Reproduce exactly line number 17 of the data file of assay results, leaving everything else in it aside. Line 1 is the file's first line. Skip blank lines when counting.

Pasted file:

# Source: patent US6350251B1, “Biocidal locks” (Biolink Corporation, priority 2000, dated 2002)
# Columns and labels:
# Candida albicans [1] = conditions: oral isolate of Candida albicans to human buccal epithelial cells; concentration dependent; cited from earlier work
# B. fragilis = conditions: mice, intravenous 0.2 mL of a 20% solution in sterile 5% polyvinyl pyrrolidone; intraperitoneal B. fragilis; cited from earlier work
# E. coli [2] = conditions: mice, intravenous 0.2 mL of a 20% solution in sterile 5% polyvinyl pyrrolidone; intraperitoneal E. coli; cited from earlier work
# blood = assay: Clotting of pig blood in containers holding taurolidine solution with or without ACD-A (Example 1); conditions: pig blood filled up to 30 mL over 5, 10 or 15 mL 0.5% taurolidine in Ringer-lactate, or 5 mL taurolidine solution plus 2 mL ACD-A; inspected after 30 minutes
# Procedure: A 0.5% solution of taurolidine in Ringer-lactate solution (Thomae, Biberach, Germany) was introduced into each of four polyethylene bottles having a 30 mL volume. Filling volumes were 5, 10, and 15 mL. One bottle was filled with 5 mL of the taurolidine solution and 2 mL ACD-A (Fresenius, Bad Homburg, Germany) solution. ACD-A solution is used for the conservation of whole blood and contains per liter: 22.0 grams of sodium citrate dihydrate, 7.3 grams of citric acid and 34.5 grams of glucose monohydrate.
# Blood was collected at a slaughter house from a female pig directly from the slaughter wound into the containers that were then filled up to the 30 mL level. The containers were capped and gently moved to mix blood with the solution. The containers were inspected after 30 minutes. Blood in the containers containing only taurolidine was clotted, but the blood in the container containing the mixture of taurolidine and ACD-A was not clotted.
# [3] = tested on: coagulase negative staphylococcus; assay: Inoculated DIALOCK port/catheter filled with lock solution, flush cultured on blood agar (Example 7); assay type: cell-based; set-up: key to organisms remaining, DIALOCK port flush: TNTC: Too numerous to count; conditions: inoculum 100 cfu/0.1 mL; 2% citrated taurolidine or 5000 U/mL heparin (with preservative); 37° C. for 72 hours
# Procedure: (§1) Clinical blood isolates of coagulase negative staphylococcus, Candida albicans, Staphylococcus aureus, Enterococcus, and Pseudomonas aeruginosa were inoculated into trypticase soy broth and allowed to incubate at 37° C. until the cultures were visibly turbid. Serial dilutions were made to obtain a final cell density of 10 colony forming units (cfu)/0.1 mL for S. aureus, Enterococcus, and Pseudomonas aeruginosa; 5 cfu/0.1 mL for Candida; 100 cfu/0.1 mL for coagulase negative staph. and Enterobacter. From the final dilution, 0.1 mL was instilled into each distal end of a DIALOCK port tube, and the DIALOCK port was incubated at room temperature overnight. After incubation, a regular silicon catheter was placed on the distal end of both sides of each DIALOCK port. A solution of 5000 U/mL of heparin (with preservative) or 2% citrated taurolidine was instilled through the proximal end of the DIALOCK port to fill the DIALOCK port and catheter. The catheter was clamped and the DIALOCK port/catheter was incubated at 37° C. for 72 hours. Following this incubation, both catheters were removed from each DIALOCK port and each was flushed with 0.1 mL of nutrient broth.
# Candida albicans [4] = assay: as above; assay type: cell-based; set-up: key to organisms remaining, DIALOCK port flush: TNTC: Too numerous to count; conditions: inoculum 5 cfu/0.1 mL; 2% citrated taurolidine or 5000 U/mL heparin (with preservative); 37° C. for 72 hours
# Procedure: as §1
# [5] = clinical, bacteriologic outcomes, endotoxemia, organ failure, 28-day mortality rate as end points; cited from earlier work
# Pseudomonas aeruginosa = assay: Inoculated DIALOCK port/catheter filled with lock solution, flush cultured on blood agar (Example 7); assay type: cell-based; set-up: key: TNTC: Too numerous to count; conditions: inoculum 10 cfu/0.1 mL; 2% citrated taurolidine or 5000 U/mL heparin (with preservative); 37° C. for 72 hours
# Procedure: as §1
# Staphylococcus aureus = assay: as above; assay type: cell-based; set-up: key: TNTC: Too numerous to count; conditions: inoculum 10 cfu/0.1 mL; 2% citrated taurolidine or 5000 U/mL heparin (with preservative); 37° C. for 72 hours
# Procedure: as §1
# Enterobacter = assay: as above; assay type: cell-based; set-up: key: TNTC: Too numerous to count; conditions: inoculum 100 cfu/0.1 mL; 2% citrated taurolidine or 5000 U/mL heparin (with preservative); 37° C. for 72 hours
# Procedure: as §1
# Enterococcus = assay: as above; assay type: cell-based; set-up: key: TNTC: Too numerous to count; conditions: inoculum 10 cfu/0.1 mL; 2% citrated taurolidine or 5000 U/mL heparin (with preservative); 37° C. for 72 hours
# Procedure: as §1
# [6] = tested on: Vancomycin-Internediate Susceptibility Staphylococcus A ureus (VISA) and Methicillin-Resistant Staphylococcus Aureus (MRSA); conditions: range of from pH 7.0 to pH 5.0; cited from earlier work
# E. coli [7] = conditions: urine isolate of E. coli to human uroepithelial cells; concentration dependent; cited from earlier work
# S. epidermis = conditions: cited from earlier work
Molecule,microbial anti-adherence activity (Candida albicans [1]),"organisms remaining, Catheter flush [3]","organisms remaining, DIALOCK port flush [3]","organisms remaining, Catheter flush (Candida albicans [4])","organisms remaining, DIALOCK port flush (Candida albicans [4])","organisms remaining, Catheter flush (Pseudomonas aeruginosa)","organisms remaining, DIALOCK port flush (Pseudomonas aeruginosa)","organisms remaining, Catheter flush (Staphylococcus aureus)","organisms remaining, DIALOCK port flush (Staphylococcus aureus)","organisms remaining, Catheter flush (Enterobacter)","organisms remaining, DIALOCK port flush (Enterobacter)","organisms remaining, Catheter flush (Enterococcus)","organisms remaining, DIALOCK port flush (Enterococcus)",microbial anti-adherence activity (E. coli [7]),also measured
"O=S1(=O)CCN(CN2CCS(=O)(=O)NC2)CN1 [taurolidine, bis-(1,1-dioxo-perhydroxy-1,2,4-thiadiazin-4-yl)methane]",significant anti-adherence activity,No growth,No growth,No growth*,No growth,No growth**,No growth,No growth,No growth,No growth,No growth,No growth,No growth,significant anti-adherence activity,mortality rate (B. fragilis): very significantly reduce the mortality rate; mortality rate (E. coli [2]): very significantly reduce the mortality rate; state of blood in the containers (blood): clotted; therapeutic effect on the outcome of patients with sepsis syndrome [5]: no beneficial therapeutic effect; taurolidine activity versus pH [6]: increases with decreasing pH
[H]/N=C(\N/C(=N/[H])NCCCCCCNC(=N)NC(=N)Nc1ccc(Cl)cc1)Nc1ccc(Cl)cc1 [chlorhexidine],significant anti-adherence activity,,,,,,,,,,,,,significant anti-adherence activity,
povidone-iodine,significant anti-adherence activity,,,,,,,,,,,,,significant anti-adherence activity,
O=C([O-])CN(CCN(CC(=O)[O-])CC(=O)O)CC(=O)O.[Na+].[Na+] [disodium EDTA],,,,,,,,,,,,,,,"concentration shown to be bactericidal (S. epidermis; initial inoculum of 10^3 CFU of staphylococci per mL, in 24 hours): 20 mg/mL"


# Procedure: as §1